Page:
This chapter describes Coker College’s subjective performance assessment program to rate student thinking and communication skills. It uses a... Sample PDF
A Case Study of Authentic Assessment
Chapter 14
P. Tokyo Kang, David Gugin
This chapter reports an outcomes assessment study conducted at the University of Guam. The assessment project was conducted during the 2006-07 and... Sample PDF
Outcomes Assessment in Japanese Language Instruction
Chapter 15
Barika Barboza, Frances Singh
This chapter describes an outcomes assessment study completed in a basic composition course at a small urban open admissions community college. The... Sample PDF
Assessing the Effectiveness of a Basic Writing Course
Chapter 16
Lorraine Gilpin, Yasar Bodur, Kathleen Crawford
Peer assessment holds tremendous potential to positively impact the development of preservice teachers. The purpose of this chapter is to describe... Sample PDF
Peer Assessment for Development of Preservice Teachers
Chapter 17
Charlotte Brammer, Rhonda Parker
In 2002, Samford University began working on a long-term learning assessment plan designed to evaluate its undergraduates’ competencies in written... Sample PDF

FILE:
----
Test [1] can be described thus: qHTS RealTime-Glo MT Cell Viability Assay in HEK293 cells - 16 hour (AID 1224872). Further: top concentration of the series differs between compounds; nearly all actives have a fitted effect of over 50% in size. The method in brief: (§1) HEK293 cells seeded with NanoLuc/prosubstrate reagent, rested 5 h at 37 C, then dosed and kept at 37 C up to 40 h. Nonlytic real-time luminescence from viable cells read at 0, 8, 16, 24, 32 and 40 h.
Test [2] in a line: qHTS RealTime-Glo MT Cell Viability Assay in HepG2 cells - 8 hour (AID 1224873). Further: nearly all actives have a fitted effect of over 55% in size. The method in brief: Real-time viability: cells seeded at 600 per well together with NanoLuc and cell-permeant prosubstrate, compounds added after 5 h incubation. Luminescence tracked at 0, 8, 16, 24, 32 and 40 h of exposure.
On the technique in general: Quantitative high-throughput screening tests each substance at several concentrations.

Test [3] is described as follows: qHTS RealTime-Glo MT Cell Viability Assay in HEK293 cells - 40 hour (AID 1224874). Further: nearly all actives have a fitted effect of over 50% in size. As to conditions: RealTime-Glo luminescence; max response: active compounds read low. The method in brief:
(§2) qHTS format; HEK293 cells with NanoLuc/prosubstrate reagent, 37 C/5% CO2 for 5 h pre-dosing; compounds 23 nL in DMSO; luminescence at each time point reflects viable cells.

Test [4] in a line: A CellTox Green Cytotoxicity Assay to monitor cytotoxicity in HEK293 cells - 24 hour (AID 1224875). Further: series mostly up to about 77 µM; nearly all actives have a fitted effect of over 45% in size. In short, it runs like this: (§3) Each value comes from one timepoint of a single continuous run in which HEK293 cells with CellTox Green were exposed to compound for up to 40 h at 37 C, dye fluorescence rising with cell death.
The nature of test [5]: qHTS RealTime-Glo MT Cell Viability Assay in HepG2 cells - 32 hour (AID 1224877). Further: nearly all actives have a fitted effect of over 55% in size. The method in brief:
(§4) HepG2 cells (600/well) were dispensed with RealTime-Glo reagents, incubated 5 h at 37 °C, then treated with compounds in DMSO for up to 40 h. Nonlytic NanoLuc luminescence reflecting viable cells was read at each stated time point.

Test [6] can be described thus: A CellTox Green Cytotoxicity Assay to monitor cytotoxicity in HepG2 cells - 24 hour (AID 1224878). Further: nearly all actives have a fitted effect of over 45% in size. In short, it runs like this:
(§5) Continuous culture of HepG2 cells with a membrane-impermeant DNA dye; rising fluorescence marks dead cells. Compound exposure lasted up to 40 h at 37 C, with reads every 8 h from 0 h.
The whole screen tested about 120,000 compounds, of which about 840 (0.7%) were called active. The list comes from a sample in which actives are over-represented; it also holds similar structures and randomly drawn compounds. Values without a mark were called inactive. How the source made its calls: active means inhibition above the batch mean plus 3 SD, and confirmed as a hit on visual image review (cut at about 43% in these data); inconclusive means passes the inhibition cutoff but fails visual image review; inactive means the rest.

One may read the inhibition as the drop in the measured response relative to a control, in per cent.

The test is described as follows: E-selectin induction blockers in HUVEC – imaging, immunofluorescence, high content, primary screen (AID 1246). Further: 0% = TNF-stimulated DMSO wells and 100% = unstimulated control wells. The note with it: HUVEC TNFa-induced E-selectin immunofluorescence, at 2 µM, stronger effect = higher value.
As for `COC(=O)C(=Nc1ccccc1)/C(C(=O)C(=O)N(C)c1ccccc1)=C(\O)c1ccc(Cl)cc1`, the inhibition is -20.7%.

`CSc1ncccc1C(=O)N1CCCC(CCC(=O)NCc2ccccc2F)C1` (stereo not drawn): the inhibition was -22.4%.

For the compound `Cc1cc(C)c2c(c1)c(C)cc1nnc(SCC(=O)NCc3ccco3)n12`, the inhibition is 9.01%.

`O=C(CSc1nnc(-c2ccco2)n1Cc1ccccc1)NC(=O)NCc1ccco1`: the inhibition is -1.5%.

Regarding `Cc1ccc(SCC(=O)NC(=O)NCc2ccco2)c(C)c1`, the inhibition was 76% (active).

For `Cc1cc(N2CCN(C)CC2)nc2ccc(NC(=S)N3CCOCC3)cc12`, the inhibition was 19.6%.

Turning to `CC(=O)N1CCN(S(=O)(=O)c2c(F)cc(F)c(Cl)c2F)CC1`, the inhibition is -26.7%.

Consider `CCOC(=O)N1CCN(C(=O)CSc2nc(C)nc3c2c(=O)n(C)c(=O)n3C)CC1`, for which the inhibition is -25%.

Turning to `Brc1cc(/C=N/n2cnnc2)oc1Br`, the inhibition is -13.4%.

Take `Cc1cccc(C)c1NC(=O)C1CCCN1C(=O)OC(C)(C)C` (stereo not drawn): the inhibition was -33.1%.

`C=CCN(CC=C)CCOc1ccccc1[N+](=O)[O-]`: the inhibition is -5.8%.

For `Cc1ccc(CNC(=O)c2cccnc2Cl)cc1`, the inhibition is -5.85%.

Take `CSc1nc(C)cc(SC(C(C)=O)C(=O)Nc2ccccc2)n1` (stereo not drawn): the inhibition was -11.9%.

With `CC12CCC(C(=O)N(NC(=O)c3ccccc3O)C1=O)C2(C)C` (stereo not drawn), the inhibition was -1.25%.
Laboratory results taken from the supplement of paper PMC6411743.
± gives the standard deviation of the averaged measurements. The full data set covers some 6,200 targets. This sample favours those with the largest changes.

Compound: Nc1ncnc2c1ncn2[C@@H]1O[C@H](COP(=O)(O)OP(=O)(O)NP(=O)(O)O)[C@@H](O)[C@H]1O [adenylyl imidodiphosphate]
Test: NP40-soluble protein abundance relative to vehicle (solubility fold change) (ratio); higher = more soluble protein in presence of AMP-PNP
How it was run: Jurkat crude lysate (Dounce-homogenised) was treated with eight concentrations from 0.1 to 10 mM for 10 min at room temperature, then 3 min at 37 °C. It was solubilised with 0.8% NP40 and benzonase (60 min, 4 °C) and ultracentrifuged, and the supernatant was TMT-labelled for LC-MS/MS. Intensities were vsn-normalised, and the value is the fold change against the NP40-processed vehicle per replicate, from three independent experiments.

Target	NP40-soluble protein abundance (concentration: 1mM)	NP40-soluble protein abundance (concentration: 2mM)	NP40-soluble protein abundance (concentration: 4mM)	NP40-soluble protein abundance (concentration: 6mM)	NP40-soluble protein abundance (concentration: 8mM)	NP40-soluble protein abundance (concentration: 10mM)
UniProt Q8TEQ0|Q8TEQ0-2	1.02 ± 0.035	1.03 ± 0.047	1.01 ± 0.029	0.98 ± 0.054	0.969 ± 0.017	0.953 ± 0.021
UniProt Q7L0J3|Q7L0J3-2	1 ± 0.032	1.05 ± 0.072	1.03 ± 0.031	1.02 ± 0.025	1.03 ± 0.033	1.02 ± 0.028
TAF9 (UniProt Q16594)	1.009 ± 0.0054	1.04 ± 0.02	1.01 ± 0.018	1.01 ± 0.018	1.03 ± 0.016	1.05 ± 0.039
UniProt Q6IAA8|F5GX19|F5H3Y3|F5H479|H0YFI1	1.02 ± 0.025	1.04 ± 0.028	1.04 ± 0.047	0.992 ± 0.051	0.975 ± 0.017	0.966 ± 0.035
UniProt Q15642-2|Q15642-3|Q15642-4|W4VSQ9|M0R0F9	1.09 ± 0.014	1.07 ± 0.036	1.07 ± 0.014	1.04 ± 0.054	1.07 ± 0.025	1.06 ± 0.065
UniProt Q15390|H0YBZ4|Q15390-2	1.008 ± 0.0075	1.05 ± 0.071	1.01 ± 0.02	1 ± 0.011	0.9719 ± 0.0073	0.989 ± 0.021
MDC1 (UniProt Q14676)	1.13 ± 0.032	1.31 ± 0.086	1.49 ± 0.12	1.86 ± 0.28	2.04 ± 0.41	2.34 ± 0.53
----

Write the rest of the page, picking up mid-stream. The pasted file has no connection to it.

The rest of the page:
Workshops and E-Portfolios as Transformational Assessment
Chapter 18
Daniel F. Chambliss
This chapter describes how the trend favoring assessment initiatives of a system-wide scope such as program review and collegiate learning... Sample PDF
A Neglected Necessity in Liberal Arts Assessment: The Student as the Unit of Analysis
Chapter 19
Deirdre Pettipiece, Timothy Ray, Justin Everett
Perhaps due to its applicability as a performance of skill sets in virtually all disciplines, writing as a mechanism for measuring student success... Sample PDF
Redefining Writing Reality Multi-Modal Writing and Assessment
Chapter 20
Sean A. McKitrick
This chapter introduces methods that can be used to engage faculty in the assessment process, working within a shared governance structure in... Sample PDF
Engaging Faculty as a Strategic Choice in Assessment
Chapter 21
Steven M. Culver, Ray VanDyke
There is much in the assessment literature about the necessity of developing a culture of assessment and mandates from accrediting bodies include... Sample PDF
Developing a Receptive and Faculty-Focused Environment for Assessment
Chapter 22
John Wittman
This chapter argues that as primary stakeholders in writing program assessment, students and instructors need to be included proactively in... Sample PDF
New Collaborations for Writing Program Assessment
Chapter 23
Mya Poe
The study of racial-ethnic group differences on educational tests has yielded a substantial body of research internationally in the last decade. In... Sample PDF
Reporting Race and Ethnicity in International Assessment
Chapter 24
Joan Hawthorne, Tatyana Dumova, April Bradley, Daphne Pederson
In this chapter the authors describe a method developed to assess the outcome of a “cultural familiarity” general education goal. Challenges in... Sample PDF
Method Development for Assessing a Diversity Goal